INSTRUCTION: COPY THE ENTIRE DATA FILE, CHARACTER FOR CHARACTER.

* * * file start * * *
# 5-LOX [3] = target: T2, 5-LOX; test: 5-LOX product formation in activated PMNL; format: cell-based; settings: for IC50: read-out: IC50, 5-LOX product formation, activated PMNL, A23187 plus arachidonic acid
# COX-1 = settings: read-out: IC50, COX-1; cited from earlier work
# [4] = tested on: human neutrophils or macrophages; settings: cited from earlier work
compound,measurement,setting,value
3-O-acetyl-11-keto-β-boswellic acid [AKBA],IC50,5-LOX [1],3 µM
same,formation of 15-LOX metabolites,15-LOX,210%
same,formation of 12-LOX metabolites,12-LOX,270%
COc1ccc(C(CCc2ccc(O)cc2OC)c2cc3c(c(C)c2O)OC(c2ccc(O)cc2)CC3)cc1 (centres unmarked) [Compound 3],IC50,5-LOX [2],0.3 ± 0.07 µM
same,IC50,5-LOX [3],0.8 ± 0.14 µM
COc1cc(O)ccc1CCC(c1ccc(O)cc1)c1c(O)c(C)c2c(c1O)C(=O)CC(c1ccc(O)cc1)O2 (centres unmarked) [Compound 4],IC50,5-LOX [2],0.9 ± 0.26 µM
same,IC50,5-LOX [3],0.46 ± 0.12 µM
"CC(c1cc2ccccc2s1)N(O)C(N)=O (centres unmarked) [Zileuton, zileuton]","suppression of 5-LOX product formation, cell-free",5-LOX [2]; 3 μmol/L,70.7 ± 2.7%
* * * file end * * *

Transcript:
# 5-LOX [3] = target: T2, 5-LOX; test: 5-LOX product formation in activated PMNL; format: cell-based; settings: for IC50: read-out: IC50, 5-LOX product formation, activated PMNL, A23187 plus arachidonic acid
# COX-1 = settings: read-out: IC50, COX-1; cited from earlier work
# [4] = tested on: human neutrophils or macrophages; settings: cited from earlier work
compound,measurement,setting,value
3-O-acetyl-11-keto-β-boswellic acid [AKBA],IC50,5-LOX [1],3 µM
same,formation of 15-LOX metabolites,15-LOX,210%
same,formation of 12-LOX metabolites,12-LOX,270%
COc1ccc(C(CCc2ccc(O)cc2OC)c2cc3c(c(C)c2O)OC(c2ccc(O)cc2)CC3)cc1 (centres unmarked) [Compound 3],IC50,5-LOX [2],0.3 ± 0.07 µM
same,IC50,5-LOX [3],0.8 ± 0.14 µM
COc1cc(O)ccc1CCC(c1ccc(O)cc1)c1c(O)c(C)c2c(c1O)C(=O)CC(c1ccc(O)cc1)O2 (centres unmarked) [Compound 4],IC50,5-LOX [2],0.9 ± 0.26 µM
same,IC50,5-LOX [3],0.46 ± 0.12 µM
"CC(c1cc2ccccc2s1)N(O)C(N)=O (centres unmarked) [Zileuton, zileuton]","suppression of 5-LOX product formation, cell-free",5-LOX [2]; 3 μmol/L,70.7 ± 2.7%